A Conservative MSP is demanding a public inquiry on behalf of patients who suffered at the hands of a disgraced neurosurgeon.
Liz Smith, MSP for Mid Scotland and Fife, has written to Health Secretary Humza Yousaf calling for an independent inquiry into the former head of neurosurgery at NHS Tayside, Professor Sam Eljamel.
He was ordered to pay £2.8m in compensation to a woman who was left with life-changing injuries as a result of his medical negligence.
According to the BBC, Jules Rose discovered in 2013 that Prof Eljamel had removed her tear gland instead of a tumour in her brain.
Ms Smith has been acting for other patients of Prof Eljamel and is seeking answers over why he was allowed to continue harming patients.
She accused NHS Tayside of a “lack of accountability” and believes only a full, independent public inquiry will “get to the bottom of what went wrong”.
She said: “Like the constituents I have been representing for several years now, I have tried everything to find the answers that Professor Eljamel’s patients deserve.
“But as these answers have not been forthcoming, I am now demanding the Scottish Government establishes an independent public inquiry.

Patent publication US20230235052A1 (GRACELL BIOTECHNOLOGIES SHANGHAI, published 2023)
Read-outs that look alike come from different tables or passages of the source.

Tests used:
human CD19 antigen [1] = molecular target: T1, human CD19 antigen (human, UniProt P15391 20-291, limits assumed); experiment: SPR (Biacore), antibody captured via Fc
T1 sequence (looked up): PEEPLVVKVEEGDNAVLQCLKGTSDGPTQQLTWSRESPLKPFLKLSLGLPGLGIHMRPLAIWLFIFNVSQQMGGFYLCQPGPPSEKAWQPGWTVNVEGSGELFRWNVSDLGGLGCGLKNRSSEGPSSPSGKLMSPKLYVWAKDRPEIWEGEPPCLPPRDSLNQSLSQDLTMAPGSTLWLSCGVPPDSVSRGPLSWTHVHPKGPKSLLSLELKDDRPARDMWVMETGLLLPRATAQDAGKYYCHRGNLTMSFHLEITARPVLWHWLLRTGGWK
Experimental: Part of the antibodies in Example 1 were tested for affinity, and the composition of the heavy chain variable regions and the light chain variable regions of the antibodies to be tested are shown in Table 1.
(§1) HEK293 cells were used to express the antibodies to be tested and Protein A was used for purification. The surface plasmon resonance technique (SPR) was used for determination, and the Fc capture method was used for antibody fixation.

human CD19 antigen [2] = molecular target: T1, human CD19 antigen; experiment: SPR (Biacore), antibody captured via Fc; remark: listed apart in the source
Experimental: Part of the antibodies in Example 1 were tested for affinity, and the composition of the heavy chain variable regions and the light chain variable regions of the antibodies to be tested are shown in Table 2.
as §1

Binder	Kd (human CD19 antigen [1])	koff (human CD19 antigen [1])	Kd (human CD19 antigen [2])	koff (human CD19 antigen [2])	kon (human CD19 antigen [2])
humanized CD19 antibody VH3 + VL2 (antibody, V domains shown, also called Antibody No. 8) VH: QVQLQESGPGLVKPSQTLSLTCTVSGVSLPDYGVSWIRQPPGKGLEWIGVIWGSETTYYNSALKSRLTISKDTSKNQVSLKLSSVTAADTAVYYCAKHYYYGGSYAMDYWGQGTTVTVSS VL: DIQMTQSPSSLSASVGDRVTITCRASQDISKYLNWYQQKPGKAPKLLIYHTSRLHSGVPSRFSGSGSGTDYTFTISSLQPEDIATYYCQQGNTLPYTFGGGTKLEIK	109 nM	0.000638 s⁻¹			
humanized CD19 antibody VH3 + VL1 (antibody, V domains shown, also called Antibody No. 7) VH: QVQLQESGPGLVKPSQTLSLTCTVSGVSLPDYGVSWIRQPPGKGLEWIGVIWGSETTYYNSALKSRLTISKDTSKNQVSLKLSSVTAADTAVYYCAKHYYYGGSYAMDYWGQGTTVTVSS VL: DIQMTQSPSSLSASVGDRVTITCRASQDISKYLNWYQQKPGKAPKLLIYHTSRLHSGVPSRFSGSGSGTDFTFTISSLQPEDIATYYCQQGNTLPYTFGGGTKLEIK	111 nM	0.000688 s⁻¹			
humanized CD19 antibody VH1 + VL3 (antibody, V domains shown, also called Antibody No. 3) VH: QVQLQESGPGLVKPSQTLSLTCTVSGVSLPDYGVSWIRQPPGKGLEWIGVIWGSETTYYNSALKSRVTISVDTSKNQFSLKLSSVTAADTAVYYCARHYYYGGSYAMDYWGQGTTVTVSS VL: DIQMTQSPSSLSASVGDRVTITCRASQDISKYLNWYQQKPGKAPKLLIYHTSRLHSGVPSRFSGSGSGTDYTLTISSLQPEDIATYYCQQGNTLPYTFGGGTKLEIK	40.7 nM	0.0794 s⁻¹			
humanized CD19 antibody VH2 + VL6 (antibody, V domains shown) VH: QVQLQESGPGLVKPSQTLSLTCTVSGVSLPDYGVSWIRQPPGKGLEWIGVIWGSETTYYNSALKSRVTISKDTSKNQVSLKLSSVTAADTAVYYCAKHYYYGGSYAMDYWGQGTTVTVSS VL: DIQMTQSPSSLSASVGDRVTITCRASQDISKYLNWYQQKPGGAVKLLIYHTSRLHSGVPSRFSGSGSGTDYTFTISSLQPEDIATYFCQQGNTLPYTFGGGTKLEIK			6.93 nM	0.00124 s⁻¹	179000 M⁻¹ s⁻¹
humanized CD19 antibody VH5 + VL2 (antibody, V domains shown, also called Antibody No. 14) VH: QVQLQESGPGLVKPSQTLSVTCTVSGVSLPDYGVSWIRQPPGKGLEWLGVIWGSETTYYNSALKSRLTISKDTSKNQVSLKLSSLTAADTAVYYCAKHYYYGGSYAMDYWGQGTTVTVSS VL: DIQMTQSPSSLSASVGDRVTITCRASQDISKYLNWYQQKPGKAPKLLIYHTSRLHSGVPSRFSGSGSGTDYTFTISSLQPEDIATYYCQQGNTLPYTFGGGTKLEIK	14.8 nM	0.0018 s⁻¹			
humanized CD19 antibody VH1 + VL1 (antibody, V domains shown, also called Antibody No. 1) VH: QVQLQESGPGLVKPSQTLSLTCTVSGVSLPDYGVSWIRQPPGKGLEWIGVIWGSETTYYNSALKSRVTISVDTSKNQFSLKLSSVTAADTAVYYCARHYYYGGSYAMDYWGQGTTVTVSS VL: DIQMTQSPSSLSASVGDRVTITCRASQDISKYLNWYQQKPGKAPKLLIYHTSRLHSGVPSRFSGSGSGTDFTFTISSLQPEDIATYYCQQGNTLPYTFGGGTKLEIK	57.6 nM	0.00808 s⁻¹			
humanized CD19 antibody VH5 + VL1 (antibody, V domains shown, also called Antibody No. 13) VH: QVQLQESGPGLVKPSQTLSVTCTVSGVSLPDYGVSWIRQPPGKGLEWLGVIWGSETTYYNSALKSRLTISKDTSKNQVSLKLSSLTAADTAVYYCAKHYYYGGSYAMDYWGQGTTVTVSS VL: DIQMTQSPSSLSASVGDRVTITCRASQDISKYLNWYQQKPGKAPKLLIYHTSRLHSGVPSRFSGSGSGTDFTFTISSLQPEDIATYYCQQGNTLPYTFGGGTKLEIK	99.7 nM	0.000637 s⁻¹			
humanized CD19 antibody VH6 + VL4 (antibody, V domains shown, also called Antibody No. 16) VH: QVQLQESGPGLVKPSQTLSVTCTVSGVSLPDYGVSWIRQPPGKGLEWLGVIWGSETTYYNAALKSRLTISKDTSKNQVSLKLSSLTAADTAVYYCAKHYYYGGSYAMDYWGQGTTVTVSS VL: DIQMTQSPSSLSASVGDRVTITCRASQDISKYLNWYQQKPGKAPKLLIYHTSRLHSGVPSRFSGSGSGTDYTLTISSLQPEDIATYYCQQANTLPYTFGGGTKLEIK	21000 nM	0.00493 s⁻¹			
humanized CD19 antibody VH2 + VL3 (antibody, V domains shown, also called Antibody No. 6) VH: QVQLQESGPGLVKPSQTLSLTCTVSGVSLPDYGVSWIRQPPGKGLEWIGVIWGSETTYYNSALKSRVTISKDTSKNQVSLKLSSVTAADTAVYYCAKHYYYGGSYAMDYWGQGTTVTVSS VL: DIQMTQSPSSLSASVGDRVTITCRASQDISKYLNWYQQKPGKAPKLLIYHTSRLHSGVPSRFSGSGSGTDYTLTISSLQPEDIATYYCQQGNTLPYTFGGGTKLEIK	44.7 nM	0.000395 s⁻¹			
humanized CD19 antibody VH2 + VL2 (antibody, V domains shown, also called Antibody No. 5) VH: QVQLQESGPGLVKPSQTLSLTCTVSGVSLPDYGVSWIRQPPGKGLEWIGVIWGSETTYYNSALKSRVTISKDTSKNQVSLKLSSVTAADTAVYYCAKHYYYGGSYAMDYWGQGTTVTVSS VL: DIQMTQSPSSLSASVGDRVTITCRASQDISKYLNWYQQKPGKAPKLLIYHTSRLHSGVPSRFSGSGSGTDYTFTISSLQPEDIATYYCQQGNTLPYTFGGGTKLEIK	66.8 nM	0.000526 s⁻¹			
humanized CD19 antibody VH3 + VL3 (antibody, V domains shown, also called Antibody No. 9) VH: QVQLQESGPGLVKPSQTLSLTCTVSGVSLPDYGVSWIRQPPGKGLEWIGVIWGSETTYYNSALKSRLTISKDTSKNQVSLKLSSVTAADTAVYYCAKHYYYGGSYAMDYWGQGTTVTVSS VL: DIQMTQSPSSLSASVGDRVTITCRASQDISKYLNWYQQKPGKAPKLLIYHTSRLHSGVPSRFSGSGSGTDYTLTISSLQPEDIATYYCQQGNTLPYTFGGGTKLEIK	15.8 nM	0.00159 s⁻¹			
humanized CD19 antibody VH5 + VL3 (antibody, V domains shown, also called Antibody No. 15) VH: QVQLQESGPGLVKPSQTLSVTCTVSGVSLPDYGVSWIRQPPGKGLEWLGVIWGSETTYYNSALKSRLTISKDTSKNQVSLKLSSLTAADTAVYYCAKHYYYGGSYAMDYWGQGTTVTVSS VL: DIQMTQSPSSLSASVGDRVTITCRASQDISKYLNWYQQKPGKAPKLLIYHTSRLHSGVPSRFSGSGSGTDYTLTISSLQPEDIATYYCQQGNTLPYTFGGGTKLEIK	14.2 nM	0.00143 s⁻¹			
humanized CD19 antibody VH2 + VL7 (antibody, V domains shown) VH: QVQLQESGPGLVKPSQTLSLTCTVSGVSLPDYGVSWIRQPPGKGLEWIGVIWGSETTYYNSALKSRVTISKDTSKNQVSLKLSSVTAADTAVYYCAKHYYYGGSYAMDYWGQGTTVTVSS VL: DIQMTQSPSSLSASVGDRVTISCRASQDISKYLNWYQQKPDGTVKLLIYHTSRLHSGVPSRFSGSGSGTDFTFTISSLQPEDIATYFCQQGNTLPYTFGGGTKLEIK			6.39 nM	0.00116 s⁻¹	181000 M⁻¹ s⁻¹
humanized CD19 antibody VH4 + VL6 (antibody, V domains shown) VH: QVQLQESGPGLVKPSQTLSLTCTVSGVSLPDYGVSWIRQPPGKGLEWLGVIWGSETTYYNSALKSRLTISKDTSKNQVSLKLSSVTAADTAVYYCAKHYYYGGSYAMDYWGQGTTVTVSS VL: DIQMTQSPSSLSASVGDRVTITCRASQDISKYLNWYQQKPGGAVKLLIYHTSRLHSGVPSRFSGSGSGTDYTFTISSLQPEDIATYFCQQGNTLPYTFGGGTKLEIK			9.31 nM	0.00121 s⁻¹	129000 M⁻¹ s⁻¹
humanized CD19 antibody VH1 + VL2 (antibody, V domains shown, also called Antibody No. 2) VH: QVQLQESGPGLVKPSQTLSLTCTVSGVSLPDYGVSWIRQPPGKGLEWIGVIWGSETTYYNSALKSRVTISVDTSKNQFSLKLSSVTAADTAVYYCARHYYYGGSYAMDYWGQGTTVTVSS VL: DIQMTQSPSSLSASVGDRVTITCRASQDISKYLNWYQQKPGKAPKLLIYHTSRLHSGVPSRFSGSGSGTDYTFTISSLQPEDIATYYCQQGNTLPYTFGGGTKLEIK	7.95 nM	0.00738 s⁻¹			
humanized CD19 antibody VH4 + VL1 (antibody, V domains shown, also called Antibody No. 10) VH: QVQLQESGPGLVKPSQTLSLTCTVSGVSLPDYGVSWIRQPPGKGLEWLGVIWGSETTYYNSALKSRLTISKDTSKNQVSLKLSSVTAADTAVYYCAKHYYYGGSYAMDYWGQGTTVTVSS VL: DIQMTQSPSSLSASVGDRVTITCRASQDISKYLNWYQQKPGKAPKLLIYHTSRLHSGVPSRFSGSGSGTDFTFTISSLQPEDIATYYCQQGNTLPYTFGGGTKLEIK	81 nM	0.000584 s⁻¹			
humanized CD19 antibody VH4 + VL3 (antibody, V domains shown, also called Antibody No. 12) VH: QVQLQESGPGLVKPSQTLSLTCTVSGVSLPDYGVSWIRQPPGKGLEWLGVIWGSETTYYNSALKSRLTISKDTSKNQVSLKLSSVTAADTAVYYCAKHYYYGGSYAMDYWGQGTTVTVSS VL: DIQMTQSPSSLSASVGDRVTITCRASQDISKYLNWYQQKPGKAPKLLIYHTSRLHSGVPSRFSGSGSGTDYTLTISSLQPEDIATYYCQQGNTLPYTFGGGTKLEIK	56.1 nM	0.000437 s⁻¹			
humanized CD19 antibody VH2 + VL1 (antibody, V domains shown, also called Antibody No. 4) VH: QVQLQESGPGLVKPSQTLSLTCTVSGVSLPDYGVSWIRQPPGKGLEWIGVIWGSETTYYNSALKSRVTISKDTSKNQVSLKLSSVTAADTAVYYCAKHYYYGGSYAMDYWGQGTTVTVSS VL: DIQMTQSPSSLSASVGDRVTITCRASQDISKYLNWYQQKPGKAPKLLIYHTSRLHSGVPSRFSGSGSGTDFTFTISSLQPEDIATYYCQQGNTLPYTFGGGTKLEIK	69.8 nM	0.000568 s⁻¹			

“It is clear this is the only way left that will resolve matters for the patients who have suffered in pain for such a long time.
“Professor Eljamel destroyed the lives of too many people and yet no-one has ever been held fully accountable for what happened. His former patients deserve justice and to know the truth.”
A Scottish Government spokesperson said: “The Cabinet Secretary welcomed the opportunity for a personal meeting in this case, where the recent review commissioned by the Scottish Government was discussed and next steps outlined.
“NHS Tayside accepted the findings and recommendations of the review and have committed to work with those affected to provide ongoing support.
“They have made improvements in their systems and processes as a result of their prior internal reviews when concerns about Professor Eljamel’s practice were raised.
“The questions that now remain are ones that can be answered by NHS Tayside rather than Government, and we have been very clear with the board that we expect them to give this the highest priority and continue to support and involve those affected.”
Ms Smith has called for the contents of the report to be made public, but the PA news agency understands it will not be published due to sensitive medical details regarding Prof Eljamel’s former patients.
She said: “In the interests of openness and transparency, the Scottish Government and NHS Tayside should commit to publishing this report.
“If they fail to do so, it will further fuel public suspicion of a cover-up.
“The reason I have called for a full public inquiry is precisely because all efforts to uncover how and why Professor Eljamel was allowed to continue maltreating patients have been thwarted.”